Following an investigation by Shared Regulatory Services (SRS), Blaengarw builder, Drew Joyce, has received a sentence of nine months imprisonment, which has been suspended for two years.
In a case brought by Bridgend County Borough Council, Joyce was charged with offences under the Fraud Act 2006 and the Consumer Protection from Unfair Trading Regulations 2008, relating to the uncompleted jobs which he had started in both 2019 and 2020.
Cardiff Crown Court heard of the misery Drew Joyce inflicted on two residents after they agreed for him to undertake building work and home improvements. Both residents described how Joyce failed to complete the work to their properties, leaving one of them uninhabitable.
In addition, Joyce had claimed money from one of the residents, stating that he had already paid for windows when this was not the case, and he failed to notify either of the residents of their cancellation rights.
Initially, Joyce entered ‘not guilty’ pleas on most of the charges. This meant that a Crown Court trial was set for July of this year. However, just a week before the trial was due to commence Joyce entered further guilty pleas.
During the recent sentencing hearing, the court was told of the significant financial detriment the homeowners have suffered after choosing Drew Joyce to work at their properties. One of the victims explained how a small pension had been cashed in to pay Joyce to fit a new kitchen diner, but the work was never completed. They had been left feeling like their world had fallen apart and the stress they experienced was incredible.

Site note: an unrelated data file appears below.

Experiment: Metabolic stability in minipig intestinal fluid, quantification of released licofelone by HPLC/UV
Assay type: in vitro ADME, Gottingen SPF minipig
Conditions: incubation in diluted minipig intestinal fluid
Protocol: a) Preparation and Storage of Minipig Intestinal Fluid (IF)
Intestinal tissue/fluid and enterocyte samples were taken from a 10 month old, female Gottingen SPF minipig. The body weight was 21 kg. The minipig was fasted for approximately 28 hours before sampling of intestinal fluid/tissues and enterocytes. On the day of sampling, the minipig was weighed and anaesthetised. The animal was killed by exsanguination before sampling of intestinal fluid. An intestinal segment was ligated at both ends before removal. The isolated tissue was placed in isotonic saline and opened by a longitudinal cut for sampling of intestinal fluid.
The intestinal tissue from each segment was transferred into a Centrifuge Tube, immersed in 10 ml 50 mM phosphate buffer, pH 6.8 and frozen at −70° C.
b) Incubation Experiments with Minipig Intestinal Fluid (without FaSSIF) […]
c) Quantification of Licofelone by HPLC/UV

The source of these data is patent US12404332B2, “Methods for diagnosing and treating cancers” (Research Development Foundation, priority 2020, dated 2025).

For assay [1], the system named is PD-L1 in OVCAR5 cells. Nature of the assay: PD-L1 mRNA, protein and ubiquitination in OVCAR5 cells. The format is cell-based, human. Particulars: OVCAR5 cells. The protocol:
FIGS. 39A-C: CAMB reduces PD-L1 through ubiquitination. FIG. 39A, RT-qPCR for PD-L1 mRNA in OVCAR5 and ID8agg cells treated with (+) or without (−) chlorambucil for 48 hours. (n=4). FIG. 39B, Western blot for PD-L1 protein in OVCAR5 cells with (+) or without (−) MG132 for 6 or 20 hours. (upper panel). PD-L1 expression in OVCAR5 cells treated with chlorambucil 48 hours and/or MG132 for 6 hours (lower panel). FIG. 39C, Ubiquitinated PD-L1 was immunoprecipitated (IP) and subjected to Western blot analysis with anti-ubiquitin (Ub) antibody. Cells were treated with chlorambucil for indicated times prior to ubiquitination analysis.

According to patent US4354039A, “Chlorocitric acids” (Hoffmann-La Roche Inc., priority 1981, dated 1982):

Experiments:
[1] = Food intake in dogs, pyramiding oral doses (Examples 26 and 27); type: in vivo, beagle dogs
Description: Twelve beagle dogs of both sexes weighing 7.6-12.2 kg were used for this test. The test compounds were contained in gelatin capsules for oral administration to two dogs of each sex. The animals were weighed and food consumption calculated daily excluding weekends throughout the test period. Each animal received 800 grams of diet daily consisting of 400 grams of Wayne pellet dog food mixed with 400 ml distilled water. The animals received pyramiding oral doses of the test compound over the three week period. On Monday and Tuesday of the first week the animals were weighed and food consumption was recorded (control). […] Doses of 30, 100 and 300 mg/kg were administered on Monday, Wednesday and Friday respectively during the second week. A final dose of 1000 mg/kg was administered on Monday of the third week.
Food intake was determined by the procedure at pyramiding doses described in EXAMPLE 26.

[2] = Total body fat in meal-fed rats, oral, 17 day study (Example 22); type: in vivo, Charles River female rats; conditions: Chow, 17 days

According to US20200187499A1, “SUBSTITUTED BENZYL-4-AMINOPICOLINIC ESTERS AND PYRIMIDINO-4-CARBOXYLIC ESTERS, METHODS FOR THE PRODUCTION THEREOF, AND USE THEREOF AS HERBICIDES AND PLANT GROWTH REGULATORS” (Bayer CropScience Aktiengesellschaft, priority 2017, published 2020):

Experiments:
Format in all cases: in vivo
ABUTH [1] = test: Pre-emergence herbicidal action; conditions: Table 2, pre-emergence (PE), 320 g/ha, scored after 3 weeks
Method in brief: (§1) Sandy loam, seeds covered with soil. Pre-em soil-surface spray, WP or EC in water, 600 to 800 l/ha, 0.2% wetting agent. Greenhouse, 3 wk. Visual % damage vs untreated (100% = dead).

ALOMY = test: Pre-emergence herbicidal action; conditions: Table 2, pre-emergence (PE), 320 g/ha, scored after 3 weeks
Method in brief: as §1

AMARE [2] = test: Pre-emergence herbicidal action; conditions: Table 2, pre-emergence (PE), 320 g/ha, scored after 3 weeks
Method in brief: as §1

The second victim read out their victim impact statement in court, detailing the mental and financial distress that the defendant had caused to the family. They described how their home was left uninhabitable and how it will cost between £30,000 to £40,000 to correct Joyce’s work. They continued to say that they had been made ill by the whole experience and described how the family had been forced to live with different relatives for all of this time, putting a strain on family life.
As well as being sentenced to a total of nine months imprisonment which has been suspended for two years, Drew Joyce has also been ordered to carry out 200 hours of unpaid work. A Proceeds of Crime Act timetable has been set which should include consideration of compensation for the two victims.
In sentencing, His Honour, Judge Khan, said that he found the victim impact statements to be particularly powerful, and the emotional pain that both families had suffered was evident. He told the defendant that he had a moral and legal responsibility to those that employed him but accepted that he had not acted fraudulently from the start. He acknowledged that the defendant had no previous convictions; had entered a guilty plea, albeit late; had shown remorse and that he was now studying for an alternative career.
Welcoming the outcome of the prosecution, Cllr Rhys Goode, Cabinet Member for Housing Planning and Regeneration, and Chair of the Shared Regulatory Services Joint Committee, said: “Once again, this case demonstrates the importance of choosing a reputable trader when contemplating any work in the home. Both the residents have been through an extremely difficult time, personally and financially, as a result of the incompetence of Drew Joyce, as well as the fact that he simply walked away from the jobs rather than completing them.
“The outcome in this case should serve as a wake-up call for any other rogue traders contemplating work in the county borough – complaints of this nature will be investigated by our Shared Regulatory Service and appropriate action will be taken.”